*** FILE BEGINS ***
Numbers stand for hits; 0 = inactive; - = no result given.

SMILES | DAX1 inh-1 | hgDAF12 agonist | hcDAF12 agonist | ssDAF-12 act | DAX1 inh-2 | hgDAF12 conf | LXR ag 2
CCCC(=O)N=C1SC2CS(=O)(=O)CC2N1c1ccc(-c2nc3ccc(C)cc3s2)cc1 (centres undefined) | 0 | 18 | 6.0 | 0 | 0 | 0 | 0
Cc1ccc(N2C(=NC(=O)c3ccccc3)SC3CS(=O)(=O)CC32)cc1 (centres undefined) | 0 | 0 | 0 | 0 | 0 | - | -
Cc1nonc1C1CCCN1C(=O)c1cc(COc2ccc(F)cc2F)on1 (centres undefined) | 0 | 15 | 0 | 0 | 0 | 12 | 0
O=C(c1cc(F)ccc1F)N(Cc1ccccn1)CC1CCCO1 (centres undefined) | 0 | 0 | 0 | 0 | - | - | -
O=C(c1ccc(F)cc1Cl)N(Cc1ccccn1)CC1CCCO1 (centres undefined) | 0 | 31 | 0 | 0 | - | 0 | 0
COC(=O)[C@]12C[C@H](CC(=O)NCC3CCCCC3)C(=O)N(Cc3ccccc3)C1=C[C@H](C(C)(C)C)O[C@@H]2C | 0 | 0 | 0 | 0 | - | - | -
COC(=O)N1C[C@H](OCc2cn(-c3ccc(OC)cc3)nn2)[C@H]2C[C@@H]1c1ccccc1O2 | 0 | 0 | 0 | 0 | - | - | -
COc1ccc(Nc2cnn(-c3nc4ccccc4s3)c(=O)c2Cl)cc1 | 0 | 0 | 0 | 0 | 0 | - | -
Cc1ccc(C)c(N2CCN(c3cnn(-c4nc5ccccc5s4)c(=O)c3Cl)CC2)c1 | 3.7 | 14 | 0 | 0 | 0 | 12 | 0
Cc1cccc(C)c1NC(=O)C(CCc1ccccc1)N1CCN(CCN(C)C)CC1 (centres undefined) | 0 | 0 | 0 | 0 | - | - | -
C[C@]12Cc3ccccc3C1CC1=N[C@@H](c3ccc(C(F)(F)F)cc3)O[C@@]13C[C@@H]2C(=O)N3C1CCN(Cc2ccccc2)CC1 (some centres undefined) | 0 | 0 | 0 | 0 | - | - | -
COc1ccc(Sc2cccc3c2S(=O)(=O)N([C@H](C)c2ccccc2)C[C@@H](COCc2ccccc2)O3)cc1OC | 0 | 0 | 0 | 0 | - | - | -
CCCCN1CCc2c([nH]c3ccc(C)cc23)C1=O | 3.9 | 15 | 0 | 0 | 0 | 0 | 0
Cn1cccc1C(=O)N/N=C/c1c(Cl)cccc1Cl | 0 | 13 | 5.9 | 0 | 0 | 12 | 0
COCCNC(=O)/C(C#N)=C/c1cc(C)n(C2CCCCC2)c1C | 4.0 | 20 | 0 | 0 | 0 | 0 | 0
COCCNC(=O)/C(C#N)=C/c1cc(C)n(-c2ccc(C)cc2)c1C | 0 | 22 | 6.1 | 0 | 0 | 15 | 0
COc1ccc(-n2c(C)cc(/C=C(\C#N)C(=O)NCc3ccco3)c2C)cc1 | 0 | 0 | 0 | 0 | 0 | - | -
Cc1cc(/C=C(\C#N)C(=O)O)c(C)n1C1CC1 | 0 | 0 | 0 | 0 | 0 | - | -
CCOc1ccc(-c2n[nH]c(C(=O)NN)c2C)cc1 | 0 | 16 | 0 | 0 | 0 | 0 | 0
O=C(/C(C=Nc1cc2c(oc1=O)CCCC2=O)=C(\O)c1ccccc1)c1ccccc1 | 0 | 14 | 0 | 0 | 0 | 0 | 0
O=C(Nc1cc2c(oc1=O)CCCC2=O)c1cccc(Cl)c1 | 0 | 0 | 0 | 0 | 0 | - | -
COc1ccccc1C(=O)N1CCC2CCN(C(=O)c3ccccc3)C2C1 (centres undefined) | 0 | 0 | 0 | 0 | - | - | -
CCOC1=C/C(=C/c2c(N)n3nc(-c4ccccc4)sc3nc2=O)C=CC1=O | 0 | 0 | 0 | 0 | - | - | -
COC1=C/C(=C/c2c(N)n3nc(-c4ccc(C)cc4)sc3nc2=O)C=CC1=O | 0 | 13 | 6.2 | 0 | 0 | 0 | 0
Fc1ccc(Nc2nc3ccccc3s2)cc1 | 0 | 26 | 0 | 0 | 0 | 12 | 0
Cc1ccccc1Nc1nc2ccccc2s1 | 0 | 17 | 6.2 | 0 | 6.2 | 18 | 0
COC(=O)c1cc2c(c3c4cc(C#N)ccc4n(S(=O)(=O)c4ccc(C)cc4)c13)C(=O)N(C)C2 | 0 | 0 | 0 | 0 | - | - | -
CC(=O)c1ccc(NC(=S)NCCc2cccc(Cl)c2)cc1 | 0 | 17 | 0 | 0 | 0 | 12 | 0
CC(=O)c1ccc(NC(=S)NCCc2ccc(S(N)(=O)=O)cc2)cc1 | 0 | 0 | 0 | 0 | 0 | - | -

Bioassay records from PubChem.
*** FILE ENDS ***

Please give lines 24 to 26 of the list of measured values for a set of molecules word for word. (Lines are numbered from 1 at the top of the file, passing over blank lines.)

COc1ccccc1C(=O)N1CCC2CCN(C(=O)c3ccccc3)C2C1 (centres undefined) | 0 | 0 | 0 | 0 | - | - | -
CCOC1=C/C(=C/c2c(N)n3nc(-c4ccccc4)sc3nc2=O)C=CC1=O | 0 | 0 | 0 | 0 | - | - | -
COC1=C/C(=C/c2c(N)n3nc(-c4ccc(C)cc4)sc3nc2=O)C=CC1=O | 0 | 13 | 6.2 | 0 | 0 | 0 | 0